The Hamas Charter is another document calling for genocide. Its Article 7 lays the groundwork for its ideology of murder: "the Hamas has been looking forward to implement Allah's promise whatever time it might take. The prophet, prayer and peace be upon him, said: The time will not come until Muslims will fight the Jews (and kill them); until the Jews hide behind rocks and trees, which will cry: O Muslim! There is a Jew hiding behind me, come on and kill him!"
Palestinian Extremists and "Moderates"
The Palestinian incitement calling for genocide of the Jews goes back well before World War II. The abovementioned Haj Amin el-Husseini, the prewar mufti of Jerusalem, was the leader of the Palestinian Arab extremists before the War of Independence and supported Hitler's actions against the Jews. In the late 1930s, he was financially and militarily assisted by Hitler's Germany. As Matthias Küntzel put it: "a biography of the Mufti published in 1943 clarified the closeness in world view between National Socialism and Islamism from a German perspective."58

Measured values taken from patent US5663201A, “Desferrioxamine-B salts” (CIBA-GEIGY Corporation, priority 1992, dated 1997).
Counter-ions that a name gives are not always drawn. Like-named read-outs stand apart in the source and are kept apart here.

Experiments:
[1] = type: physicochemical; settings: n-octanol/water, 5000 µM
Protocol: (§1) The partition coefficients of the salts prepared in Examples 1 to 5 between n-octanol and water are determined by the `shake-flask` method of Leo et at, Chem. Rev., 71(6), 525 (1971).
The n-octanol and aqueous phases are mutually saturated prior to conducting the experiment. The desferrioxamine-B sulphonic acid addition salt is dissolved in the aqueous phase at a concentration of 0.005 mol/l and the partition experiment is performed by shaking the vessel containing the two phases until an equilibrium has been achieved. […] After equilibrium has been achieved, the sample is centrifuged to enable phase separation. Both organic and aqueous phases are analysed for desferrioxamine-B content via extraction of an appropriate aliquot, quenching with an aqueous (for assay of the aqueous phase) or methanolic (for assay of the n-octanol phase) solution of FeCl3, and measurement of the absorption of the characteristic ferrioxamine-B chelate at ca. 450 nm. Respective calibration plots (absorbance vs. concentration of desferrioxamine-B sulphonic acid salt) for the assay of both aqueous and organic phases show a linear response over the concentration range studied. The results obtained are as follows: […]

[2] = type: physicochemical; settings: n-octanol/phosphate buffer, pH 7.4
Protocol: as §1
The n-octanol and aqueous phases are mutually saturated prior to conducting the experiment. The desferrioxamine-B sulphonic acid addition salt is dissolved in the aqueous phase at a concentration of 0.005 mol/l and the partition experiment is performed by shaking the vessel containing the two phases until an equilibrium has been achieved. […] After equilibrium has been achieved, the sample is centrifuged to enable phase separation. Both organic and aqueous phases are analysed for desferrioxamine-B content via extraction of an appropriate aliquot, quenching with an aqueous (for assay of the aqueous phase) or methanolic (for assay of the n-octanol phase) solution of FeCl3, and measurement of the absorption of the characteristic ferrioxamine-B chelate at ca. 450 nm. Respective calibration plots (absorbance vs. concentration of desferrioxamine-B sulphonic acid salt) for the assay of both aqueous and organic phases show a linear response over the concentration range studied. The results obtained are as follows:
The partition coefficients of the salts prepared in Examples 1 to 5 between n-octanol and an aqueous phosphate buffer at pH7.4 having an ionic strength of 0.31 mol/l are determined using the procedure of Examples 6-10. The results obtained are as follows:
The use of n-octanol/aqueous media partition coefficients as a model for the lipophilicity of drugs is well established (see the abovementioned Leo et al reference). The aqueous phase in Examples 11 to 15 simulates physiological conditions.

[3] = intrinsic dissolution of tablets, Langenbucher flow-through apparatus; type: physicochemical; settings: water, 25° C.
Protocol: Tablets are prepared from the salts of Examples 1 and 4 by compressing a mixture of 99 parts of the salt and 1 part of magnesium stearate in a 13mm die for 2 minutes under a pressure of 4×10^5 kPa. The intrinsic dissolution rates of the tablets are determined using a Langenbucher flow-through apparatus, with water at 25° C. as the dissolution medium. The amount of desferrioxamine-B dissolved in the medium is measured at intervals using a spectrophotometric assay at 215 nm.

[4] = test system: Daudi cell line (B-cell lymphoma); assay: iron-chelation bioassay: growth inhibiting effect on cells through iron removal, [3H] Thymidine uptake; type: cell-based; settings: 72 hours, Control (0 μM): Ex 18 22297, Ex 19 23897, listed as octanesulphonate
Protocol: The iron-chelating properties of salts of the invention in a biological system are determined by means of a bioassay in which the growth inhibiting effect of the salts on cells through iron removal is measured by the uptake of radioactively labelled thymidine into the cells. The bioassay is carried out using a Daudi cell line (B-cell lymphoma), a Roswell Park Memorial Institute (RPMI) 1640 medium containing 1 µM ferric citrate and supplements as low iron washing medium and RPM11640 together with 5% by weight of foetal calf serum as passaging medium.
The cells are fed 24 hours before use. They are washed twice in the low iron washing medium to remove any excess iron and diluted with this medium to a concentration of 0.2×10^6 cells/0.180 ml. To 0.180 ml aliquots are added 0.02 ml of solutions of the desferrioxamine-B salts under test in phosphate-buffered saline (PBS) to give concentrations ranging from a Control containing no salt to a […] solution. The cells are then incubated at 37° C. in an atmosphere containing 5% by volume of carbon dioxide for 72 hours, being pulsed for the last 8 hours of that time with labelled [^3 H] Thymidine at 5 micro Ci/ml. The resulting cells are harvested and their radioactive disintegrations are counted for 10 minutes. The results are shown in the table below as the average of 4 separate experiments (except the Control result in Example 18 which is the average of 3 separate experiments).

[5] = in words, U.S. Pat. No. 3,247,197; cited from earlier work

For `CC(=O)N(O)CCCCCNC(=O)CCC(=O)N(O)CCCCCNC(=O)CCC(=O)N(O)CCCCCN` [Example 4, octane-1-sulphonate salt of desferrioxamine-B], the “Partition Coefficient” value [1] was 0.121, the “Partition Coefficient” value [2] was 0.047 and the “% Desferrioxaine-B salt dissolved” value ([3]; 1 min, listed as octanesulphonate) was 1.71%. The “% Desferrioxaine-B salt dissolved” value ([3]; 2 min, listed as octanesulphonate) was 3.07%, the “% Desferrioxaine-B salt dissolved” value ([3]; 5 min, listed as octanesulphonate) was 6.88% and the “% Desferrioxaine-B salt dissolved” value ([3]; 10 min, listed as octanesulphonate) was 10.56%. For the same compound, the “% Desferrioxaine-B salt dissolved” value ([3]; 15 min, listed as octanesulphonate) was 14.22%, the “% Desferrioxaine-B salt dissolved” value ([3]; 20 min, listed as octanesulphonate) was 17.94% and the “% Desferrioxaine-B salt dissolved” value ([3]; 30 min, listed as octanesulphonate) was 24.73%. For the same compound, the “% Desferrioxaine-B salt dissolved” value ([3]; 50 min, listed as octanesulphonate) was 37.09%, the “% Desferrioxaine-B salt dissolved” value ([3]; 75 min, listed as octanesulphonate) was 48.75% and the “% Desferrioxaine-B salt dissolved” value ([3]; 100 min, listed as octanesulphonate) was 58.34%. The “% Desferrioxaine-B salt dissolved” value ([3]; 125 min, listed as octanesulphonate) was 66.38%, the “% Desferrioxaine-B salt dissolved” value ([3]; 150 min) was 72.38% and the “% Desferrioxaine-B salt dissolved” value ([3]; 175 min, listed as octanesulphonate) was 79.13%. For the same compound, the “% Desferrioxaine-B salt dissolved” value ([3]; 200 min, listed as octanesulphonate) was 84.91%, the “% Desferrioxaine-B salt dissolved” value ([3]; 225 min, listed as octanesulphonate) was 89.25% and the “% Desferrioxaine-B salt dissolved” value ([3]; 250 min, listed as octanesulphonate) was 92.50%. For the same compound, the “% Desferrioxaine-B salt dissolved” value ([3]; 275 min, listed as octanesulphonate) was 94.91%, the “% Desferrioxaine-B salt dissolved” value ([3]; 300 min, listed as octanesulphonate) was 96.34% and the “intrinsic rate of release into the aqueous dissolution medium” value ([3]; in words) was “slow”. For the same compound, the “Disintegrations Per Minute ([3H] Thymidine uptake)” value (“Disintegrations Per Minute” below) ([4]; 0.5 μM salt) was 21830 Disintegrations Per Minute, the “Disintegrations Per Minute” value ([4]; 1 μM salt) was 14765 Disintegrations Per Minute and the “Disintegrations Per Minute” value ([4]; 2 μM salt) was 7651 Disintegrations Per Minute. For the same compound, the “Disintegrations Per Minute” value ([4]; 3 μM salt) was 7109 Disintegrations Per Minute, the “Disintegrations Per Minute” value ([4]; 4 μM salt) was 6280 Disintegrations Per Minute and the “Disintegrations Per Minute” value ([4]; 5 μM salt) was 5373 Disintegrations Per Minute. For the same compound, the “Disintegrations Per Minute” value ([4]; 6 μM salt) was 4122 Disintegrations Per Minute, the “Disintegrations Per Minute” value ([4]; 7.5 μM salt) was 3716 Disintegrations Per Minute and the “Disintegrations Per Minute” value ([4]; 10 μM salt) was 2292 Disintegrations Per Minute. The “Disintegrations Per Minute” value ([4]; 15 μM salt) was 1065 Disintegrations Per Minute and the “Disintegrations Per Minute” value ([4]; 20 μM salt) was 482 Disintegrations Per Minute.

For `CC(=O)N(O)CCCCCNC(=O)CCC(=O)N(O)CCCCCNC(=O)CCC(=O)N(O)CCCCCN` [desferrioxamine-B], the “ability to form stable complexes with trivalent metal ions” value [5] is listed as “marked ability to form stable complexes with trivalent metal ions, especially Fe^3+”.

For a long time the leader of the Palestinian Arab "moderates" was Ragheb bey el-Nashashibi, the mayor of Jerusalem, who also came out in favor of the mass murder of Jews. After the 1929 riots in Mandatory Palestine, the non-Jewish French writer Albert Londres asked him why the Arabs had murdered the old, pious Jews in Hebron and Safed, with whom they had no quarrel.